SPOTSYLVANIA COURTHOUSE, VA – Spotsylvania County in Virginia has converted a number of vehicles to run on propane autogas via the Southeast Propane Autogas Development Program. The County converted 20 sheriff’s department police cruisers and four school district trucks and is expected to save approximately $70,000 in fuel costs annually and displace more than 60 tons of greenhouse gases.

The converted vehicles include 20 Ford Crown Victoria patrol cars, two Chevrolet 2500s, one Ford E-250 and one GMC 2500. Outside of SPADP, the County also operates five dedicated propane autogas Blue Bird school buses.

Craig Greenlaw, Director of Fleet Services for Spotsylvania County, said reducing greenhouse gas emissions and fuel costs has been a priority for the county’s 1,200-vehicle fleet.

“We chose propane autogas for our fleet vehicles because of the win-win aspect: fuel savings and reduced emissions,” he said. “Autogas burns cleaner than gasoline, and we’re saving money with every mile the autogas vehicles travel, compared to our gasoline vehicles.”

According to Greenlaw, the County would see an ROI in 2 to 2 and a half years for the parts and labor of future autogas conversions, based on gasoline and autogas price trends and the average annual mileage of county vehicles (anywhere from 20,000-30,000 miles per vehicle per year). Greenlaw said it County funding becomes available that he plans to convert more vehicles.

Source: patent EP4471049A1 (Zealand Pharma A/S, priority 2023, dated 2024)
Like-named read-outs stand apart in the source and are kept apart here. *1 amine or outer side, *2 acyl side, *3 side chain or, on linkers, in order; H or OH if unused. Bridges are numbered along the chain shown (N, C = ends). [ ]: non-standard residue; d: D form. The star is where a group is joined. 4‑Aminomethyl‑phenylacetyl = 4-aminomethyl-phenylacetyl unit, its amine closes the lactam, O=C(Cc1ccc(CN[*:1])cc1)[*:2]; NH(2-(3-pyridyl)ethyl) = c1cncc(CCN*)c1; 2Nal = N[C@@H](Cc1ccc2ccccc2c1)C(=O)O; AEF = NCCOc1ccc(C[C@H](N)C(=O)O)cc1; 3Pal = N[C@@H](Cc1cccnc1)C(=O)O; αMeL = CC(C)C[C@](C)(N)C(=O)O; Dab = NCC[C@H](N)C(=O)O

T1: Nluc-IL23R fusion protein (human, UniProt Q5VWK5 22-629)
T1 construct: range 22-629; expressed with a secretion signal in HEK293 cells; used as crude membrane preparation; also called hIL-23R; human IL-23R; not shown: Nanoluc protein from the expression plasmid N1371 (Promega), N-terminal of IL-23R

Alliance AutoGas founding partner Blossman Gas installed one fueling station in the County and provides the fuel for the station. This fueling site stores 500 gallons of propane autogas and is located centrally to accommodate the County’s propane autogas fleet vehicles. The county school system also has a 10,000-gallon propane autogas tank at the vehicle service center to fuel the five propane autogas school buses.

The Lee County Sheriff's Department also recently converted police cruisers to propane autogas, as did Sandy Springs, Ga.